November was another busy month for the journal, and we welcome four new papers to the Top Ten Most Read list this month. In at number one is a cohort study carried out in Sweden by Bacelis et al, aiming to determine whether uterine distention is associated with pregnancy duration. Authors investigated by modelling uterine distention by interaction between maternal height and uterine load, finding that maternal height was significantly associated with child’s gestational age at birth.
At number five is a UK study looking at the epidemiology of stab injuries in young people, which has been popular in the press this month and has been picked up by 13 news outlets. The authors observed admissions to an urban major trauma centre and found that age, gender and deprivation status are key indicators in the risk of violent injury in young people and that there are geographical patterns according to age group: for example, the immediate after-school period was associated with a spike in incident frequency in children.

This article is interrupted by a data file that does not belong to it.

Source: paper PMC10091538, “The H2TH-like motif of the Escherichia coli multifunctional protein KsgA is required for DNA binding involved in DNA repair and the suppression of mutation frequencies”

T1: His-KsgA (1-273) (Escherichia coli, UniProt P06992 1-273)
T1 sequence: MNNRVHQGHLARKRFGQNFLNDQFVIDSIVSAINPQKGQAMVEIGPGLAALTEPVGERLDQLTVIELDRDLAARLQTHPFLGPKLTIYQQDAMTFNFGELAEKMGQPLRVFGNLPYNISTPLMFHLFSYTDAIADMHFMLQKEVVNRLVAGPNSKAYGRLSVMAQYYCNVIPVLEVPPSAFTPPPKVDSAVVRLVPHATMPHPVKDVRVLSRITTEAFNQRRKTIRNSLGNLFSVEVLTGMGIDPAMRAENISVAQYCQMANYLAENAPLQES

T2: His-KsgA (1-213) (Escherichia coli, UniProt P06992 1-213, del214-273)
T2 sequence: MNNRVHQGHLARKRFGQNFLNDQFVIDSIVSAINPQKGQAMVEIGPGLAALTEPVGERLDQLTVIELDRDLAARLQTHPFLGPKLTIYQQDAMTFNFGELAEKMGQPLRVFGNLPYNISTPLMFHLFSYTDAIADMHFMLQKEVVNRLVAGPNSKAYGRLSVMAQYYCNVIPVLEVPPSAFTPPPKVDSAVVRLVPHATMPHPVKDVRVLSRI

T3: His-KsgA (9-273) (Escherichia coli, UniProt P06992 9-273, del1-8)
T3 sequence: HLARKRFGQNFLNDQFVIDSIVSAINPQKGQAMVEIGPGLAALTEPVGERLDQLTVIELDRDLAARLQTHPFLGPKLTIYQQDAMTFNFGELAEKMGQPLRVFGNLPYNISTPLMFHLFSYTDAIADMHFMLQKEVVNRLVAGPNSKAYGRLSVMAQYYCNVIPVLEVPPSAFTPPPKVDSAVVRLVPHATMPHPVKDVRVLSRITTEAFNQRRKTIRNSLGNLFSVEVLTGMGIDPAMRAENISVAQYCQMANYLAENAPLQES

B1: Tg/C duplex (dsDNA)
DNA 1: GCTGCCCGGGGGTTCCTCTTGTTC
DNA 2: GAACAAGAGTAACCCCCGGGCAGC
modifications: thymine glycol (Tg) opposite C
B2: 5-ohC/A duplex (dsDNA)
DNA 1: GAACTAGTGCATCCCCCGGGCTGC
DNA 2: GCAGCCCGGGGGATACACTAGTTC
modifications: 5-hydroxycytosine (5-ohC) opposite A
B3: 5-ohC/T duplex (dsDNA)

The RIFT study group enter the list at number six, with a protocol for a multicentre observational study looking at the contemporary negative appendicectomy rate in centres in the UK. With over a fifth of UK patients undergoing appendicectomy having been proven to have a histologically normal appendix (negative appendicectomy), this study aims to collect high quality data on these events. Finally, new to the list at number nine, Kim et al seek to answer the question of the direction of the relationship between income and obesity via a systematic review and meta-analysis. By assessing the importance of social causation and reverse causality, the results of this paper suggest that there is more consistent evidence for reverse causality. The authors conclude by stating that there is a need to examine reverse causality processes in more detail to understand further the relation between income and obesity.
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